My Lords, it is in no sense a criticism of the Prime Minister's speech at the Labour Party conference to say that some of the reactions to it were rather exaggerated. He said that if the assessment was favourable and the Government took a decision, there was no reason why there should not be a referendum within this Parliament. That has been both implicit and explicit in government policy for a number of years.

Lord Newby

My Lords, the Minister said that the assessment of the tests would not be delayed by lack of resources within the Treasury. Can the noble Lord say how many members of staff within the Treasury are now working primarily on the assessment of the tests, and to what timetable?

Lord McIntosh of Haringey

My Lords, no. If one looks at the five economic tests and the question of investment, the financial services industry and employment, it is obvious that a very large number of people in the Treasury are working on the issues which build up towards the assessment of the five economic tests. How many of them are working on it primarily is really a secondary issue. The point is that we have the capacity to undertake the assessment. Clearly, it is not an assessment that can be undertaken lightly at monthly meetings of the Monetary Policy Committee. One does not sit down on a Wednesday morning and announce the results of the assessment at Thursday lunchtime or Thursday afternoon. It does not work like that.

Lord Pearson of Rannoch

My Lords, instead of concentrating so much on the comparatively irrelevant five economic tests, would it not be more helpful if the Government were to explain to the British people how they propose to get around EMU's basic flaws, which are that one interest rate must fit a dozen different and diverging economies, where there is no common language, little mobility of labour and where interstate transfers on the scale required to hold the United States of America together, and indeed the United Kingdom, simply do not exist? What are the Government going to do about the real problems with this crazy project?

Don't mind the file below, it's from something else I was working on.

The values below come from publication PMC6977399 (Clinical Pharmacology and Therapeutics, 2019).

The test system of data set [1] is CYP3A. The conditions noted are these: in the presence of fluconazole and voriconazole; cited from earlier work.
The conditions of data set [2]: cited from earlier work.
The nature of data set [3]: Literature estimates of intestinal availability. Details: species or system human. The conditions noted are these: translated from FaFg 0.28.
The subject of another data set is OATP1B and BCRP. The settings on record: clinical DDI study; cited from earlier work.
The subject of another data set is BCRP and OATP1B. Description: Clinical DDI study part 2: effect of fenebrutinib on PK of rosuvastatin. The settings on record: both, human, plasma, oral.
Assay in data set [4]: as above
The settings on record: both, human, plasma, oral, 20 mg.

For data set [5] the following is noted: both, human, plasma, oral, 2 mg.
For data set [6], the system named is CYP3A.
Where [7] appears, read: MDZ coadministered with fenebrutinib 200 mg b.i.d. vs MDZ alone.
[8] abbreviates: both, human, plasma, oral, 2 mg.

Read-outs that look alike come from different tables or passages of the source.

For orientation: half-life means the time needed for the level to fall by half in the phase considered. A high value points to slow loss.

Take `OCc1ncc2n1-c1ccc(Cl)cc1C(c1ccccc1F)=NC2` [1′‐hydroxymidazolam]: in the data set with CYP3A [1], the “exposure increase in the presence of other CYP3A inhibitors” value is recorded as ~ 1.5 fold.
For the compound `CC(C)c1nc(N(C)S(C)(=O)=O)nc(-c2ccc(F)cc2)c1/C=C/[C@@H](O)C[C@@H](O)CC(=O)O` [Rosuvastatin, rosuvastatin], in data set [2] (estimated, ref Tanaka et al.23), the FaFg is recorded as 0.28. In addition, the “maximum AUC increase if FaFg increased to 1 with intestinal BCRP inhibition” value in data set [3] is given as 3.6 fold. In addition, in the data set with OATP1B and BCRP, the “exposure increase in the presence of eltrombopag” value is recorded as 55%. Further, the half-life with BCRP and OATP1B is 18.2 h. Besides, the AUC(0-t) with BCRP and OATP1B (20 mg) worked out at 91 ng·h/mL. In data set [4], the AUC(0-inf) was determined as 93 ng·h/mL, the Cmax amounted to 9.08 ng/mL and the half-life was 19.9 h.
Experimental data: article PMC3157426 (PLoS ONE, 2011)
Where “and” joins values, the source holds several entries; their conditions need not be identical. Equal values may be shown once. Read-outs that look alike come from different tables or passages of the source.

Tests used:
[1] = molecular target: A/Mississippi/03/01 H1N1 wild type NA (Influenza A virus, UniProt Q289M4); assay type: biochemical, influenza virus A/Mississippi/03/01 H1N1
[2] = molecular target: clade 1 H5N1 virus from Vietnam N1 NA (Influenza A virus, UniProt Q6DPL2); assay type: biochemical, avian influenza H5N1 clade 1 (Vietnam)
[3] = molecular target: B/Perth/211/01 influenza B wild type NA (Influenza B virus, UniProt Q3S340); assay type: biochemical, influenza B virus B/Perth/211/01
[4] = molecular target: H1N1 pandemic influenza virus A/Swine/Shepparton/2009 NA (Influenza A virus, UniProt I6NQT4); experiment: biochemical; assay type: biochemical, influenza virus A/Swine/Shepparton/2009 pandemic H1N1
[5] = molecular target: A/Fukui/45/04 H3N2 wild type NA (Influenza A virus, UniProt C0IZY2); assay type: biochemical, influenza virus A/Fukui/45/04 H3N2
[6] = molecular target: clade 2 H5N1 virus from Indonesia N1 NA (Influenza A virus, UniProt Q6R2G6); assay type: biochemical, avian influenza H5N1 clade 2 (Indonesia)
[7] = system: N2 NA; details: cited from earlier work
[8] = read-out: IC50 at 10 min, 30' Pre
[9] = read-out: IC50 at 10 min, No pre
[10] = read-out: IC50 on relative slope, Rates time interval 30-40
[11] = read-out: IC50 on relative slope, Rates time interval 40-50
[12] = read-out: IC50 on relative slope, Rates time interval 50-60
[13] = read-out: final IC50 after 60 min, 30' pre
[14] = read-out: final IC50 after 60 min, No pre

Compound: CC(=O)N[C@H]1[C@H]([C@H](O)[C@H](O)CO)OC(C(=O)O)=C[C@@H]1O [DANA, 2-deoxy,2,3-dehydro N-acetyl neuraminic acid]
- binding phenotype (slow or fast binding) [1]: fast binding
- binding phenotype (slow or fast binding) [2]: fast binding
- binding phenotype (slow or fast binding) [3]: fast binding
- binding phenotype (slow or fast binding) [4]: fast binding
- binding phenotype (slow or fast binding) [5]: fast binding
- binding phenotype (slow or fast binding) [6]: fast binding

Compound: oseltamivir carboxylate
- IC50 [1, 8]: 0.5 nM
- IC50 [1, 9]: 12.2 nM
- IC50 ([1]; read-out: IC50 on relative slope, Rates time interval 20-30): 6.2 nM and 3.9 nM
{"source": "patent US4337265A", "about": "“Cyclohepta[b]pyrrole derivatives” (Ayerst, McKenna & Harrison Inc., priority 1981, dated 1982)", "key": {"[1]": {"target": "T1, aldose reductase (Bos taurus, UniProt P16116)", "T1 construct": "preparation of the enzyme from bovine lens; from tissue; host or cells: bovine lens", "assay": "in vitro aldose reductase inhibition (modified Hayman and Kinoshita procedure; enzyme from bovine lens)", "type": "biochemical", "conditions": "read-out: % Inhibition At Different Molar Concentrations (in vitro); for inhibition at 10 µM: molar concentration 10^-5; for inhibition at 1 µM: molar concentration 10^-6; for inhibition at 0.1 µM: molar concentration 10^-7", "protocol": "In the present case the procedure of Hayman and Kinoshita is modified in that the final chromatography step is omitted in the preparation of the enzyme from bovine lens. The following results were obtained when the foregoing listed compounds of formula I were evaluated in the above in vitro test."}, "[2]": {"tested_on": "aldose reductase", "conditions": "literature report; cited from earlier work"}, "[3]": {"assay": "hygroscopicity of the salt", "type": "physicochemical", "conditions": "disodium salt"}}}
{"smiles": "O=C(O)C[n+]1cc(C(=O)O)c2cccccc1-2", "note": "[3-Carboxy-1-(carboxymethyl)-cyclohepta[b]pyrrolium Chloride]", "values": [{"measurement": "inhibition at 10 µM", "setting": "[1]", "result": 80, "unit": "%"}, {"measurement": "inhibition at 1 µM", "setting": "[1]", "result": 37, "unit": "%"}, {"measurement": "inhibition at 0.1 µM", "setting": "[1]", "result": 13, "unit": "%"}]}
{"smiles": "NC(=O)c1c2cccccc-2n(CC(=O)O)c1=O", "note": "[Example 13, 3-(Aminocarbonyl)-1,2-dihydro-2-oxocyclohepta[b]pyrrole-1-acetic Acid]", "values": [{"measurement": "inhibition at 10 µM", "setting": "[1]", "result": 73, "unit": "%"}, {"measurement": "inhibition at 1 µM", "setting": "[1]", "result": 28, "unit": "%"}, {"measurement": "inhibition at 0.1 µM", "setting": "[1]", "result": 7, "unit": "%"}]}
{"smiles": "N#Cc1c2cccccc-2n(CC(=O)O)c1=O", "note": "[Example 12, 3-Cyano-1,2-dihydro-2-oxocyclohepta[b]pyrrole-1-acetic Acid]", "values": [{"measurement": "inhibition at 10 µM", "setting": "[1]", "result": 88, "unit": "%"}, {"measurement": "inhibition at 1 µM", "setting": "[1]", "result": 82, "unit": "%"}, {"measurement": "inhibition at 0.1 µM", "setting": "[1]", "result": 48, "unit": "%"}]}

Lord McIntosh of Haringey

My Lords, since I do not accept the premises of the noble Lord, Lord Pearson, I can hardly be expected to follow him in his conclusions. There are issues on both sides. Otherwise, we would not be undertaking these economic assessments. But if we look at the balance of benefits and disadvantages—taking the opposites of my noble friend Lord Tomlinson and the noble Lord, Lord Pearson—it is clear that there is considerable thinking to be done. We are doing that.

Lord Barnett

My Lords, will my noble friend accept that in practice the five tests are virtually never achievable if one takes the sustainability argument within them? Therefore, is there not only one serious test, namely convergence between sterling and the euro? Is there any particular reason why the Government are not willing to accept that it will be possible on that test—an announcement that we are to go in, as I hope we are, in itself will do something in that direction—to negotiate a devaluation between the two currencies?

Lord McIntosh of Haringey

My Lords, that is an interesting thought. Those who have tried to negotiate devaluation have realised on many occasions how little exchange rates—after all, these are floating exchange rates—are at the beck and call of governments of whatever colour. There are considerations which have to be taken into account in reaching the assessment and coming to a conclusion. There are also effects which will take place after the Government's decision and recommendation to the people of this country. Those are equally significant.

Lord Saatchi

My Lords, is the Minister aware that in his answer to the noble Lord, Lord Taverne, the noble Lord flatly contradicted his own Chancellor. If I heard the noble Lord correctly, he thought that there were constitutional considerations concerning the joining of the euro whereas the Chancellor of the Exchequer has said the exact opposite.

Lord McIntosh of Haringey

My Lords, on the contrary. The Chancellor of the Exchequer has always said that there are constitutional considerations but that they are not insuperable.

Lord Tanlaw

My Lords, can the Minister tell me whether I am correct in assuming that if the country joins the single European currency we will switch to the harmonisation of European time?

Lord McIntosh of Haringey

My Lords, may I be tempted into a personal opinion which is that I rather agree with the noble Lord, Lord Tanlaw? However, it does not follow from our entry into a Europe of single currency.